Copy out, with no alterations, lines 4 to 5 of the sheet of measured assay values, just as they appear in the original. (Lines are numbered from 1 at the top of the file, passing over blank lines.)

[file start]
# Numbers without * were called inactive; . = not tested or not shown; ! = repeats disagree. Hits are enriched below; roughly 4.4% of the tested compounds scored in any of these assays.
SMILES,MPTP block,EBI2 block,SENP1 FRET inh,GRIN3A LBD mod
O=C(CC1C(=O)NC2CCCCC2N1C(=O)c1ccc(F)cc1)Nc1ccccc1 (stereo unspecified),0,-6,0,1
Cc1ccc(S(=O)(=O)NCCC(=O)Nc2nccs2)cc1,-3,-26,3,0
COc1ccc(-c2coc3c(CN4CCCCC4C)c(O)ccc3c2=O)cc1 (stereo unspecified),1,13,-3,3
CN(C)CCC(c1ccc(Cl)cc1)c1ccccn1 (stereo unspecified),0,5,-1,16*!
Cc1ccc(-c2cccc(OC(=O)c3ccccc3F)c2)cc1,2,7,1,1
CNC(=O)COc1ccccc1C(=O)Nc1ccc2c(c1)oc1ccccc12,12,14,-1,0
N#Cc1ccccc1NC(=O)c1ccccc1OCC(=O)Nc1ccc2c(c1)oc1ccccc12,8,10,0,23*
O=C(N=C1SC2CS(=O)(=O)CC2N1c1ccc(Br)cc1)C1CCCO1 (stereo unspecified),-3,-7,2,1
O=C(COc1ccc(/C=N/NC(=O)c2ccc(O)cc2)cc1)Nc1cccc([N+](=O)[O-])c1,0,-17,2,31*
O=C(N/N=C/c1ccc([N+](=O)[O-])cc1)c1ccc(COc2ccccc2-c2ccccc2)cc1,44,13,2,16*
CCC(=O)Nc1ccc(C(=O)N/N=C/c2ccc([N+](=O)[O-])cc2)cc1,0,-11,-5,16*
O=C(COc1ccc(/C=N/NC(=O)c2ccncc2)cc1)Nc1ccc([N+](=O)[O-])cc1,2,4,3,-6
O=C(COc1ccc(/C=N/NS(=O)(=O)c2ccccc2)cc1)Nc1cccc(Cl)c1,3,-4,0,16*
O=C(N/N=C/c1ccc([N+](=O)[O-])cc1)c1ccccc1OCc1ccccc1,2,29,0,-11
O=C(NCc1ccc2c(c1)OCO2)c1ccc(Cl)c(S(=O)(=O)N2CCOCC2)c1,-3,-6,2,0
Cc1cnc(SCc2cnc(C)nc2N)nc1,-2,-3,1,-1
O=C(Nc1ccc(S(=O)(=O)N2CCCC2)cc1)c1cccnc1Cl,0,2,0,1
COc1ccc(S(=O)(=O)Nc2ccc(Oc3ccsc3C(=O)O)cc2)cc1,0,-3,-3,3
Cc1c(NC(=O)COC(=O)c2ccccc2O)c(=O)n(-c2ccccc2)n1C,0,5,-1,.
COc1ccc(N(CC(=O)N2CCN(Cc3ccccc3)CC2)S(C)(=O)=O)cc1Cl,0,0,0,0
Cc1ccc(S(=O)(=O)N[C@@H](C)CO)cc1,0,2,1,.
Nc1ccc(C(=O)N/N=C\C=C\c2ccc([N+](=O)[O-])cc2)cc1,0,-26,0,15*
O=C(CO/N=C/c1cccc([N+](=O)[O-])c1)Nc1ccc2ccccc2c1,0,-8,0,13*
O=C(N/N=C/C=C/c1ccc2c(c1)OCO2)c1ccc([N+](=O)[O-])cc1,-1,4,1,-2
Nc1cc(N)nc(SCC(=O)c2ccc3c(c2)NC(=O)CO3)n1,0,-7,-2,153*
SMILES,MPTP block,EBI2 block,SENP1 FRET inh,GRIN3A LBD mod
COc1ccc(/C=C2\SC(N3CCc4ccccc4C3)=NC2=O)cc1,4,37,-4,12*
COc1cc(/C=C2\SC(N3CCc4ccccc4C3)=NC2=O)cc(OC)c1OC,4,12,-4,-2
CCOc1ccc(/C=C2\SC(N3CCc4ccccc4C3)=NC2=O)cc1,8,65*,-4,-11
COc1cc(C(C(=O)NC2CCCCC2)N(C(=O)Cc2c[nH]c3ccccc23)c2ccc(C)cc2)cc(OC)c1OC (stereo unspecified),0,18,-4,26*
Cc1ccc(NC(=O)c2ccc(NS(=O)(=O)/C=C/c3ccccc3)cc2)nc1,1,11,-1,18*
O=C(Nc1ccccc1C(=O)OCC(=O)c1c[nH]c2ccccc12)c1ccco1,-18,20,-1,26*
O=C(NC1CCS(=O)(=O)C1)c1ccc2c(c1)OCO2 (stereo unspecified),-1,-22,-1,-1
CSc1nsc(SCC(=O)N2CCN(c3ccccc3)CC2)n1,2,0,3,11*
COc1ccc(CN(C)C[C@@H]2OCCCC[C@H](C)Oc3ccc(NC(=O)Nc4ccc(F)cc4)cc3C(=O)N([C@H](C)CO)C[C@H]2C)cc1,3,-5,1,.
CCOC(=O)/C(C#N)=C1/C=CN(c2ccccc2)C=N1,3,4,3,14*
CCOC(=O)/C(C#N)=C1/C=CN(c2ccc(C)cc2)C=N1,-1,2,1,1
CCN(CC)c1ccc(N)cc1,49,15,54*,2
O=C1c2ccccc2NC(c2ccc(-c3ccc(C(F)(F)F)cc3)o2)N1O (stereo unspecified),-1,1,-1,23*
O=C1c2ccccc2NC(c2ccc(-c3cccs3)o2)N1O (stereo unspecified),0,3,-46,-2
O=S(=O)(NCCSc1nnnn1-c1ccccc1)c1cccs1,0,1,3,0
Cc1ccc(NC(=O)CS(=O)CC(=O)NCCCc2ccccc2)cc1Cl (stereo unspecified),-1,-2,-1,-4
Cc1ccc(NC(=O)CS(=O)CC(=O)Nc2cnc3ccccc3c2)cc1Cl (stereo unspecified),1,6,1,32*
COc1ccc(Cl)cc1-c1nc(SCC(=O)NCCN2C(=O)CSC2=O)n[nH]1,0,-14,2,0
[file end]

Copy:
Cc1ccc(S(=O)(=O)NCCC(=O)Nc2nccs2)cc1,-3,-26,3,0
COc1ccc(-c2coc3c(CN4CCCCC4C)c(O)ccc3c2=O)cc1 (stereo unspecified),1,13,-3,3